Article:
China to halve tariffs on some U.S. imports as virus risks escalate

Tariffs levied on some U.S. goods will be cut to 5 percent from 10 percent

China on Thursday said it would halve additional tariffs levied against 1,717 U.S. goods last year, following the signing of a Phase 1 trade deal that brought a truce to a bruising trade war between the world's two largest economies.

While the announcement comes about three weeks after the first phase of the trade pact was inked, it is also seen by analysts as a move by Beijing to boost confidence amid a virus outbreak that has disrupted businesses and hit investor sentiment.


China's finance ministry said in a statement that from 0501 GMT on Feb. 14, additional tariffs levied on some goods will be cut to 5 percent from 10 percent previously and others lowered to 2.5 percent from 5 percent.

The ministry did not state the value of the goods affected by the decision, but the products benefiting from the new rule are part of the $75 billion of goods that China announced last year that it would impose 5 percent to 10 percent tariffs on, which came into effect on Sept. 1.

In a separate statement, the finance ministry said the tariffs reduction corresponds with the those announced by the United States on Chinese goods, which were also scheduled for Feb. 14.


"This like-for-like reduction is a reciprocal action, a consistent stance the Chinese government has adopted throughout the trade war," said ANZ Chief Economist for Greater China Raymond Yeung.

Further adjustments would depend on the development of the bilateral economic and trade situation, the ministry said.

The reductions will cut tariffs on soybeans from 30 percent to 27.5 percent, although some traders say the impact could be limited as the 25 percent tariffs remains in place. Duties on crude oil will fall to 2.5 percent from 5 percent that was imposed in September.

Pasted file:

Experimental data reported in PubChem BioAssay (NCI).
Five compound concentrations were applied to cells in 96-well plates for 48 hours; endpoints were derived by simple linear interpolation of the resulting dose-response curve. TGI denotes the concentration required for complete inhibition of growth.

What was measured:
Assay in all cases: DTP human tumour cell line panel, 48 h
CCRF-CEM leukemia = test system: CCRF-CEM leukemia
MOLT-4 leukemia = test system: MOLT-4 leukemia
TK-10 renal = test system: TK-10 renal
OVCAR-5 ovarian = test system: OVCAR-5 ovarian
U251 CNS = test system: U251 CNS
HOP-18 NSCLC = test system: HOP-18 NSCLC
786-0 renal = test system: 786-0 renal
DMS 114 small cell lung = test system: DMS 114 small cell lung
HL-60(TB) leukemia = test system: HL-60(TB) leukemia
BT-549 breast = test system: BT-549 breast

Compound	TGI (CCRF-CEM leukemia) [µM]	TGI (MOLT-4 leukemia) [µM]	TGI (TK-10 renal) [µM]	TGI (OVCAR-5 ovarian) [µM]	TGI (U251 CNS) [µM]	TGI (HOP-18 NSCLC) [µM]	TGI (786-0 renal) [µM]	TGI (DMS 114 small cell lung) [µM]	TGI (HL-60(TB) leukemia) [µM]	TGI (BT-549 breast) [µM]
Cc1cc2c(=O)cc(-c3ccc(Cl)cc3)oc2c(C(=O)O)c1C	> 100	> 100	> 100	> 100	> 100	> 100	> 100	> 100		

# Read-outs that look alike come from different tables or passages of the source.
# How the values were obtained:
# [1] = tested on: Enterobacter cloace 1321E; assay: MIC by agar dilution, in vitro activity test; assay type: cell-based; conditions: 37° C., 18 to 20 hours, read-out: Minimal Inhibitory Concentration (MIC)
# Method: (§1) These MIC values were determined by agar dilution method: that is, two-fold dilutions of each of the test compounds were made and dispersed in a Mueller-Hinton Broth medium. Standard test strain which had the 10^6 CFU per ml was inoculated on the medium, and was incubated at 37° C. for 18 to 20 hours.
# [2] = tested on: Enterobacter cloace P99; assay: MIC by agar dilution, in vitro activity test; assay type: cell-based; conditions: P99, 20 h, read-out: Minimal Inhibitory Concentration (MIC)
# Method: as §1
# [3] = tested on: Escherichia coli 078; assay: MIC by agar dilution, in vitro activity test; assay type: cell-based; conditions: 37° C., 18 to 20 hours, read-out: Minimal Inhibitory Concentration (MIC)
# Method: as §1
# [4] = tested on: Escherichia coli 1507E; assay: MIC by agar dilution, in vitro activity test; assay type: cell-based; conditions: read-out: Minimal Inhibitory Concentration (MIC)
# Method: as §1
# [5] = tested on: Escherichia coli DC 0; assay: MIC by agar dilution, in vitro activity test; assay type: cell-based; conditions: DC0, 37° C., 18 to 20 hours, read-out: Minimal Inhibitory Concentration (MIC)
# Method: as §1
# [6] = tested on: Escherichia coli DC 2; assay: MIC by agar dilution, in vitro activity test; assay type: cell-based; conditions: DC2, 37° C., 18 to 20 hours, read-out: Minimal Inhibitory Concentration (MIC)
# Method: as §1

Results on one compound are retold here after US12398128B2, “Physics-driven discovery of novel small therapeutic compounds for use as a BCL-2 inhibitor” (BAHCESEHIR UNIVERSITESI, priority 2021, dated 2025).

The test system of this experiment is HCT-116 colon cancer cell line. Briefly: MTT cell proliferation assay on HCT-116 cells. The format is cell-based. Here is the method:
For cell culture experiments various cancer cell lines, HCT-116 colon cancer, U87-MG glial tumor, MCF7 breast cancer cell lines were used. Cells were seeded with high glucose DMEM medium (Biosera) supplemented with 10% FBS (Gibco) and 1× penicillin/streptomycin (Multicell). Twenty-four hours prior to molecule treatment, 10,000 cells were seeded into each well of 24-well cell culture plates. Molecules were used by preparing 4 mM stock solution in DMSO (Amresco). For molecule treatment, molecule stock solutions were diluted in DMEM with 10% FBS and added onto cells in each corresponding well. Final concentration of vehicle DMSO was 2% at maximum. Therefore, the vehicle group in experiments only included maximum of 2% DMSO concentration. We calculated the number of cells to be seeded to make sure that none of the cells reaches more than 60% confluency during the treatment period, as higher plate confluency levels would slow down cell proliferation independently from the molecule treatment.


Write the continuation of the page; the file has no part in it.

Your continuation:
President Donald Trump signs a trade agreement with Chinese Vice Premier Liu He, in the East Room of the White House, Wednesday, Jan. 15, 2020, in Washington. (AP Photo/Evan Vucci)

The remaining tariffs were scheduled to kick in Dec. 15, but were suspended due to the interim trade deal.

Separately on Thursday, China's Global Times reported Beijing is considering using a disaster-related clause in the Phase 1 deal due to the coronavirus outbreak, citing an unnamed Chinese trade expert close to the government.

"Any move to de-escalate is always good. Especially, when the market is overwhelmed by the news about virus, good news about tariff is refreshing," said Tommy Xie, head of Greater China research at OCBC Bank in Singapore.

"The announcement shows China's commitment to implement the phase one trade deal despite the disruptions from the recent virus outbreak," said Xie.

The news was positive for financial markets and comes as Beijing seeks to shore up investor and business confidence in China as a virus outbreak casts deep uncertainty over the economic outlook.

The yuan hit its highest in two weeks, while Asian stocks and Wall Street futures also rallied after the announcement.


China's finance ministry said it hopes both sides can abide by the trade deal and implement it to boost market confidence, push bilateral trade development and aid global economic growth.

Some analysts had said following the trade deal that China may need to roll back some of the tariffs on U.S. goods such as soybeans and crude oil in order to meet its purchasing commitments. Other analysts also noted such moves are expected to cushion faltering growth at home.

"Under the phase 1 deal, China has to meet a tough target to increase U.S. import by $100 billion this year, so a measure like this was necessary and expected," said Tomo-o Kinoshita, global market strategist at Invesco Asset Management.


"But at the same time, that they did this now points to their desire to support Chinese companies as the coronavirus epidemic will obviously deal a huge blow to China's growth," he added.

(Reporting by Se Young Lee, Lusha Zhang, Yawen Chen, Winni Zhou, Hallie Gu, Dominique Patton and Gabriel Crossley; Editing by Himani Sarkar and Sam Holmes)